In its early days, YouTube tried many tactics to gain the edge over existing video sharing platforms such as the flash player. They seemed to focus solely on growth. Using venture capital dollars, they put together a team that would make iterations faster than any of their competitors. They copied and experimented with their competitor’s UIs, and they avoided putting ads prematurely, so users found the experience very smooth.

But where the real hack comes in is when they decided to interpret the DMCA laws in a very liberal manner. They leveraged content to gain more viewership over the already-popular flash player and MySpace among others.

Whenever video sharing sites rejects a video as copyright, the uploader would simply take it to YouTube where they would be received with open arms. And they brought their viewers with them which would soon become users and attract even more viewers. YouTube then grew more exponentially!

Mint.com’s Content/SEO Strategy

There are many things Mint.com did to extend their reach. But one thing that really stood out was their content marketing.

They focused on building a personal finance blog that was not only unique but also rich in content and spoke to the young professionals, whom they felt were being neglected at the time. The blog became so famous in personal finance and their popular articles, as well as infographics, started making regular appearances on popular sites such as Reddit and Digg. What happened next is obvious; their app received more and more traffic.

Twitter

When Twitter began, going viral wasn’t a problem. The press, blogs, and the crowd made sure of that. But there was a problem – many people were signing up and not sticking around. Instead of trying to get them to come back through emails and newsletters, they decided to invest in the product itself.

Their statistics showed that if someone followed about 5-10 Twitter accounts on their first day, they were more likely to become long-term users. The Twitter team decided to remodel their entire user experience around this behavior. They kept on tweaking the features and optimizing the experience to help their users follow as many people as possible and their user retention rose every day.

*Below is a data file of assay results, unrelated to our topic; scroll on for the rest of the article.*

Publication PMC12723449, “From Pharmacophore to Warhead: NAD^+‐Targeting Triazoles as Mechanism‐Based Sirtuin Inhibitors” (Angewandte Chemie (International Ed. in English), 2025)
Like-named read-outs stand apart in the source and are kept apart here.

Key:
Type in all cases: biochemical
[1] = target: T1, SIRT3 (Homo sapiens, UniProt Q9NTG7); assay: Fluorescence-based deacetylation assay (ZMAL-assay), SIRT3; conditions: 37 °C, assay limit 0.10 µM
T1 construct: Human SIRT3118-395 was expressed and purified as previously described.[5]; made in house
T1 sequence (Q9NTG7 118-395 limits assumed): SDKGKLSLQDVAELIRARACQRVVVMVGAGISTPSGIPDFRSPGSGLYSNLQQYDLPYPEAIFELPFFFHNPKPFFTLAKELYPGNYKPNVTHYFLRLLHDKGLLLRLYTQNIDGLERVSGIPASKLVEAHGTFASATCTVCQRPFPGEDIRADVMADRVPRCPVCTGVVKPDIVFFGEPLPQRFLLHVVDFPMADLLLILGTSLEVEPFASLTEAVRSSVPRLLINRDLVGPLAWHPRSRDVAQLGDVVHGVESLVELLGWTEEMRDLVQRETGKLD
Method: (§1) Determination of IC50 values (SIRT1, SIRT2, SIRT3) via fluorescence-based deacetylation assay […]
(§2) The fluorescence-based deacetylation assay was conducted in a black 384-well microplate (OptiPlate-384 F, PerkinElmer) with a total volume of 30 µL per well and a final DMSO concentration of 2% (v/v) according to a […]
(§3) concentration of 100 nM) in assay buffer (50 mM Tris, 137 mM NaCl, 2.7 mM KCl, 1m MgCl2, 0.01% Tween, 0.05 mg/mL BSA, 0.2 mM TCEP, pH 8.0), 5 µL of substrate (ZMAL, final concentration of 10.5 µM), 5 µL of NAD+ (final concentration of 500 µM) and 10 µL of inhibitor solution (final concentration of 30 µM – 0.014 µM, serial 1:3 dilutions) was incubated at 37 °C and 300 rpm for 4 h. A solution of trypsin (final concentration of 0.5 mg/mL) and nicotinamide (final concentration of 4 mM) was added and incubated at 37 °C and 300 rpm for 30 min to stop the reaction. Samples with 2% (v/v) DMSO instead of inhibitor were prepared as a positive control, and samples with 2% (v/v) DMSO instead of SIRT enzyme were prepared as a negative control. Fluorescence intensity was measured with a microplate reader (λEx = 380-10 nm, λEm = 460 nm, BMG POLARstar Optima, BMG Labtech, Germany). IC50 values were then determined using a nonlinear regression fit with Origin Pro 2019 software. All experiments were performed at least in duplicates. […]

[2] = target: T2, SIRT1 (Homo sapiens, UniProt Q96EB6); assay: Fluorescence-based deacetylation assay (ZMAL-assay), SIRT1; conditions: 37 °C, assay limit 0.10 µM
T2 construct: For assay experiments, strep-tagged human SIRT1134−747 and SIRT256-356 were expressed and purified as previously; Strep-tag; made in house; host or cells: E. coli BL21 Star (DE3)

Mailbox

Mailbox received a lot of Social Media chatter and attention from bloggers before they even released the app for the public to download. Within six weeks of announcing, they had over a million users signed up and anxiously waiting to start benefiting from the cool email management app. How did they achieve that?

They created a super-compelling launch video alongside a very attractive interface that allowed users to sign up to download the app when it gets released as well as check how many users were ahead in line on the waiting list.

The reservation system, besides acting as a powerful social proof, also allowed them to ensure they can provide quality user experience by not overloading the servers while trying to keep up with demand.

PayPal’s Referral Bounty

PayPal hacked their way into the financial market in a very clever and almost sure way. But first, let’s remember that they had a tremendous amount of money at their disposal before we go on. The lesson I’m trying to pass across here is that their technique worked, but you don’t have to go about giving away money that you don’t have. Now let’s see how it all went down.

Their first big challenge was customer acquisition. After trying and advertising BD deals with big banks and failing, they concluded that what PayPal needed was organic, viral growth. In short, they needed to entice people with something. And their choice was money.

Customers got $10 deposited into their account upon joining and $10 more when they referred someone. It was just so hard for the public to resist. As each new customer was trying to get more free money, PayPal’s growth was going exponential (7-10% growth each day).

Of course, at some point, they had to stop playing Santa and get down to business. This is not the best way to run a company, but it worked like magic, and that’s what counts.

Dropbox’s Motivated Referral

This approach is not so different from PayPal’s, only in this case you get free space instead of money when you refer someone.